Martin Vanderhoot appeared equally confused when presented in cross examination with a document obtained by counsel for the claimant over the internet. It was a brochure explaining accident benefit coverage. It is clear from the evidence that it was a brochure produced by Northbridge Insurance sometime after the subject motor vehicle accident explaining accident benefit coverage without specific reference to the policy of insurance it is explaining or the type of policy. Northbridge was formed in 2012 with the subject accident occurring in 2011. Once given an opportunity to review the 14 page document during a recess Mr. Vanderhoot concluded that the description of accident benefit coverage as set out in the brochure related to a commercial policy but not necessarily to a fleet policy. I am not prepared to place much weight on a brochure produced by a successor company to Lombard after the date of the subject accident, particularly when there is no reference whatsoever to the type of policy it was meant to explain. The document may well have been in reference to a commercial policy or owner/operator policy where there may have been specified drivers.

 

I accept the fact that Lombard had been provided with a list of employees so that a sample of motor vehicle searches could be completed merely for risk management and was in no way the equivalent of listing those drivers as part of the policy. The 169 page policy of insurance marked as an exhibit in this proceeding did not contain the names of any of the drivers. I accept the evidence of Martin Vanderhoot that this was a fleet policy insuring vehicles and not individuals. I find that Martha Maclean was not "specified" in the fleet policy just because her name appeared on a list of employees provided to the broker for risk assessment purposes only.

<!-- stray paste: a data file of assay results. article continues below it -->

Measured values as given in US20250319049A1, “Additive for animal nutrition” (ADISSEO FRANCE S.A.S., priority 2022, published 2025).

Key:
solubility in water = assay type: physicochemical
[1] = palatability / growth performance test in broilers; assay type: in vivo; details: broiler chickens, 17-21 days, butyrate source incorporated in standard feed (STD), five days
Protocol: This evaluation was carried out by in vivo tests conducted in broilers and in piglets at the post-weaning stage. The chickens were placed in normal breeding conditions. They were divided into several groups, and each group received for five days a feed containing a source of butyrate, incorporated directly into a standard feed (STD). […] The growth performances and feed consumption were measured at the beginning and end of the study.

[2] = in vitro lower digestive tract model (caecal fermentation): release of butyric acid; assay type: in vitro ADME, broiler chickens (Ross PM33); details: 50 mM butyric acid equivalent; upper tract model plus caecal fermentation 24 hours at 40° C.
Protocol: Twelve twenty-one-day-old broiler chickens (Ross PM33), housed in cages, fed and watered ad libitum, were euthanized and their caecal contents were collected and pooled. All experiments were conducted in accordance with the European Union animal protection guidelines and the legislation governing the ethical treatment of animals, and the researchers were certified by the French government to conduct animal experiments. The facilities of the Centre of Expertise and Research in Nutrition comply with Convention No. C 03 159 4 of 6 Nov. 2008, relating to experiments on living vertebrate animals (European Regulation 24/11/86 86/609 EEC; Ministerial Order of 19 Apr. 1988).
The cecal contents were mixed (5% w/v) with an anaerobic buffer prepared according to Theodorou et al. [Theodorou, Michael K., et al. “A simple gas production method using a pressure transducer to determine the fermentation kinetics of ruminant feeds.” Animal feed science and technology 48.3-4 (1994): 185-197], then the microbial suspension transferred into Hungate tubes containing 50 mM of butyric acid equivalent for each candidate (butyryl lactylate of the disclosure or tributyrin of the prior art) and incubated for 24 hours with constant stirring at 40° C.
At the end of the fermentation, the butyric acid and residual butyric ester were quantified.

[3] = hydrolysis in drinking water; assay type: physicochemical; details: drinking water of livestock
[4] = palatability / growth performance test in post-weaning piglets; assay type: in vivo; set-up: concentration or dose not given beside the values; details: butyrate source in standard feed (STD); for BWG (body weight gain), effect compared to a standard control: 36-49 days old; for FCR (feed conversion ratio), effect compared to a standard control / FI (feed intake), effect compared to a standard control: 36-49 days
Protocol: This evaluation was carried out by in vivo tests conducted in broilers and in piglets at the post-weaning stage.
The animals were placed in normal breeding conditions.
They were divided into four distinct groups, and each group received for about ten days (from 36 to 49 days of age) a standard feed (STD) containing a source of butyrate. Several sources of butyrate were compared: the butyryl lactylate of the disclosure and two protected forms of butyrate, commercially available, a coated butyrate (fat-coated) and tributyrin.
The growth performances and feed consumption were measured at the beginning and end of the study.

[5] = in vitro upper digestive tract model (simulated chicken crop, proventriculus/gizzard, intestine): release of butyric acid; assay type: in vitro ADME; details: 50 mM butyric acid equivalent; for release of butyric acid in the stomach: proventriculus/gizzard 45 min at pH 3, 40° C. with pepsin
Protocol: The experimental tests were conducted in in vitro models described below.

Martin Vanderhoot had no knowledge of the letter from the employer CL indicating that "coverage for the claimant formed part of her employee total benefits package." On a review of the evidence and documents as a whole this may well have a reference to insurance coverage available to individuals while operating or occupants of CL vehicles. I do not feel that the letter from the employer makes Martha Maclean a person "specified" in the policy.

 

Overall, I am not satisfied that Martha Mclean was a person "specified" in the policy.

 

2. DEEMED NAMED INSURED

 

The Applicant Dominion and the Claimant submit that Martha Mclean was a deemed named insured under the Lombard policy by reason of her regular use of the CL company vehicle.

 

Section 3(7)(f) of the Statutory Accident Benefits Schedule reads as follows:


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·n individual  who is living and ordinarily  present  in Ontario is deemed to be the named  insured under the policy  insuring  an automobile  at the time of an accident  if, at the time of the accident,

 

(i) the insured automobile  is being made available  for the individual's regular use by a corporation,  unincorporated association, partnership, sole proprietorship  or other entity..."

 

The evidence overwhelmingly supports a finding that Martha Mclean had regular use of the company vehicle. The Respondent Lombard has conceded this. The issue which remains is whether the vehicle was "available to the claimant at the time of the accident". The leading case  interpreting  these  words  is  that  of  ACE  INA  Insurance  v. Co-operators  General Insurance Co. [2009] O.J. No.1256, the 2009 appeal decision of Belobaba, J. of the Ontario Superior Court.

 

In the ACE INA decision, the claimant was a passenger in a friend's car going downtown late on a Saturday night. The claimant was an employee of Enterprise Rent-a-Car and regularly drove company vehicles while at work. He had not worked for nine days. Justice Belobaba held that the claimant did not have the company vehicle "available to him at the time of the accident" and therefore the claimant was not a deemed named insured in the policy issued to his employer.